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March 07, 2007 - Image 5

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The Michigan Daily, 2007-03-07

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The Michigan Daily - michigandyaily.com

Wednesday, March 7, 2007 - 5A

News, meet comedy

F or better or worse, "The
Daily Show with Jon Stew-
art" has become the voice
of a generation and "The Colbert
Report" is that voice's smartass
best friend. Comedy Central's duo
has blown up in the past year and
everyone from slacker college
students to
ultra-liberal
Hollywood
types loves
to shower
the duo with
praise. And
for good rea-
son: Stewart
and Colbert MICHAEL
consistently
put out intel- PASSMAN
ligent,
funny shows
- unlike most of their late-night
talk-show counterparts.
But while the blue states love to
half-joke about a Stewart and Col-
bert presidential ticket, most fail
to realize that the televised politi-
cal comedy landscape isn't limited
to Comedy Central's 11 p.m.-to-12
a.m. weeknight block.
The most recent addition to the
political comedy arena, "The 1/2
Hour News Hour," premiered two
weeks ago. A red-state rebuttal
of sorts to Stewart and Colbert,
"The 1/2 Hour News Hour" is
right-wing political humor in the
form of a weekly news show that
resembles "Weekend Update" on
"Saturday Night Live."
Loyal Daily readers may have
noticed that we didn't review "The
1/2 Hour News Hour." For those
of you who were saddened to see
that 500 words on the Republican
"Daily Show" didn't grace our fine
publication, I'll give you my five-
word review: The show is fucking
terrible.
Sitting through the arduous
half hour is painful like nothing
else on television. "The 1/2 Hour
News Hour" suffers from poor
writing, horrible execution and
a tragic laugh track. Once and a
while, the show appears to tap into
somethingwith moderate comedic
potential, but it's quickly squan-
dered by poor execution.
Although the show is painfully
unfunny, the most objectionable
aspect has nothing to do with its
crappy material. While "The Daily
Show" and "The Colbert Report"
air on Comedy Central, "The 1/2
Hour News Hour" airs on the Fox
News Channel, an actual news
network. Does anyone else see a
problem with this? How can you
claim to be a legitimate 24-hour
news network when a promi-
nent Sunday evening timeslot is
occupied by an openly slanted
right-wing "comedy" show? The
issue isn't just that it's on a news
network. The show is intentionally
counteracting another network's
left-wing comedy show and airs
on a news network. Rupert, I
don't know what your people told
you, but "The Daily Show" isn't on
MSNBC, it's actually on Comedy
Central.
Not all of the non-Comedy Cen-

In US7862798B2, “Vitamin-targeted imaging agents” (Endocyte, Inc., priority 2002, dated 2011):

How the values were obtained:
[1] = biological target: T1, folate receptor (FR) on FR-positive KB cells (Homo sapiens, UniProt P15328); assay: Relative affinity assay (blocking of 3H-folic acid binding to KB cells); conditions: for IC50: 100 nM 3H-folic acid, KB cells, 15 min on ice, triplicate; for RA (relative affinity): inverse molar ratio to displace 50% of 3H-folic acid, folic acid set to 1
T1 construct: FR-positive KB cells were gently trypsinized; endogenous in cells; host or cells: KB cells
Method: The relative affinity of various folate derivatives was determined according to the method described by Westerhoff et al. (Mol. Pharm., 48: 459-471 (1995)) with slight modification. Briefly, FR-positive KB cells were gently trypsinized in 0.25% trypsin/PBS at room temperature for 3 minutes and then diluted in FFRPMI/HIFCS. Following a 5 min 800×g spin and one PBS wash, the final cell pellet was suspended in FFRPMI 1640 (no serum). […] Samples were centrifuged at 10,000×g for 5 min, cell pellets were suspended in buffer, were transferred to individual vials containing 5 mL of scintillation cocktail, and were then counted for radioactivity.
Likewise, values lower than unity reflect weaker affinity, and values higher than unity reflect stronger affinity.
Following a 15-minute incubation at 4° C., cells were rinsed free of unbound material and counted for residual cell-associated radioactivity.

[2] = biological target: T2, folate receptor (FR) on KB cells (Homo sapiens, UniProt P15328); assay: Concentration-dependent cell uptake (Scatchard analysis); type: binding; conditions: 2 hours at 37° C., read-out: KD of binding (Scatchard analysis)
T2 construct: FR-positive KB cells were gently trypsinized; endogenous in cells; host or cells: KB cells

tral news comedies are this loath-
some. Case in point: HBO's "Real
Time with Bill Maher," which airs
on Friday nights at 11:00 p.m. dur-
ing a few multi-week runs every
year.
"Real Time" isn't a new show
- it debuted in 2003 shortly after
ABC cancelled "Politically Incor-
rect with Bill Maher" following
comments from Maher that the
network deemed inappropriate
in the wake of Sept.t11- but the
show hasn't garnered the attention
most quality HBO original pro-
gramming does.
"Real Time" typically consists
of a short opening monologue
from Maher, a satellite interview
with a relevant political voice, an
in-studio panel discussion and a
closing monologue called "New
Rules." The bulk of the show is
occupied by the panel discus-
sion where three guests discuss
relevantctopics with Maher. The
panel discussion is usually the
most entertaining portion of the
show, but, interesting enough, out-
side of the satellite interview, the
panel discussion is the least come-
dic aspect of "Real Time." Sure,
Maher and the panelists crack
jokes here or there, but the show's
most redeeming value comes from
the debates between Maher and
Models to actors:
Stop hogging the
covers.
his guests.
The real difference between
what Maher is doing on HBO and
what Stewart and Colbert are
doing on Comedy Central is that
the Comedy Central shows are
comedies with a political slant, but
"Real Time" is a news show with
a comedic edge. "Real Time" may
not get the laughs Stewart and
Colbert do, but the Comedy Cen-
tral guys can't touch the conversa-
tion depth each episode of "Real
Time" reaches.
The distinction between Maher
and the Comedy Central guys is
demonstrated by the interview
guests the shows attract. Jon
Stewart is able to get almost any-
one on his show because his pseu-
do-interviews are almost always
non-threatening. Conversely,
Maher doesn't let his guests off
the hook, souit's more difficult for
him to lure in big names. "The 1/2
Hour News Hour" is hardly rel-